Past RISE Experience

With local masons and cement workers and community volunteers, students cemented floors for five local families in Villa Verda, Dominican Republic. The community council chose the five families considering age, health, income, and opportunity for alternate aid. Working with Community Empowerment local representatives, students stirred cement, carried, poured and completed floors in five homes. Through this experience, students gained a deeper understanding of the perseverance of Dominican communities, multi-dimensional poverty and were able to impact the lives of multiple families.  
Rush students and local community members line up in single file fashion to transport buckets of cement to pour upon the floors of community members’ houses. Two lines are set up: buckets going in and those going out. This structure greatly expedited the process to fully cement floors and distributed the work amongst members.
RISE 2019_building
Working with cement workers, community volunteers and local masons, students built a house for a local family in Villa Verde, Dominican Republic. The community council chose Elias and his family to be the recipient of the home due to his active contribution to his community.  Working with Community Empowerment local representatives, students tore down the old house, dug a huge channel for the foundation, stirred cement, laid brick, helped lay beams and delivered the siding for the creation of a new home.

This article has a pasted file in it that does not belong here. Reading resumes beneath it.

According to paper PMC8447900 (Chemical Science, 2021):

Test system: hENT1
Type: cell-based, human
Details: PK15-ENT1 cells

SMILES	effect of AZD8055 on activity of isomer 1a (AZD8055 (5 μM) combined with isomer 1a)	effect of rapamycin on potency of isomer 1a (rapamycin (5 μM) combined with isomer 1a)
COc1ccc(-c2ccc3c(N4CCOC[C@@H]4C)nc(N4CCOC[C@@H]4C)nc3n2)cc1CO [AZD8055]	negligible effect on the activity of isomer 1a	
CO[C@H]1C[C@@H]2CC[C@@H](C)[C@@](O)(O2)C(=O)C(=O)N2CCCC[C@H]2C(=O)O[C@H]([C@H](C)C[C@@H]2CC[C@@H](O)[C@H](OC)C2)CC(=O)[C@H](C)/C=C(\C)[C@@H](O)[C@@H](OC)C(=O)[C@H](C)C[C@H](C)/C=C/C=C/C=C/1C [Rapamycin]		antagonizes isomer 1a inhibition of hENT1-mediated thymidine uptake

Mae Bass, College of Nursing student

“The roads in Villa Verde are made mainly of dirt and loose rocks; this lends itself to areas of disrepair making it difficult for cars and buses to access the community. However, community members take measures to provide repairs: rocks and earth are used to help fill larger areas of holes to maintain a level ground for vehicles coming in and out of the community.”

RISE children playing 2017-18
Working with a local mason and community volunteers, students built a playground for the more than 50 children cared for in the orphanage. Collaborating with Madame La Fleur, the orphanage’s founder and children’s primary caretaker, students provided much-needed health education, performed developmental assessments and collected growth data on the children. Through this experience, students gained a deeper understanding of Haitian cultural and life, health and wellness, education, and public systems.  

Harrison Pidgeon, medical student, year 3

“Madame La Fleur has created a loving community at her orphanage; they are a family not just children surviving together. It is amazing that La Fleur has given them a safe place in the midst of chaos where they can grow, develop and play as normal children.  I am lucky to have met such a powerful, inspiring force of a woman.”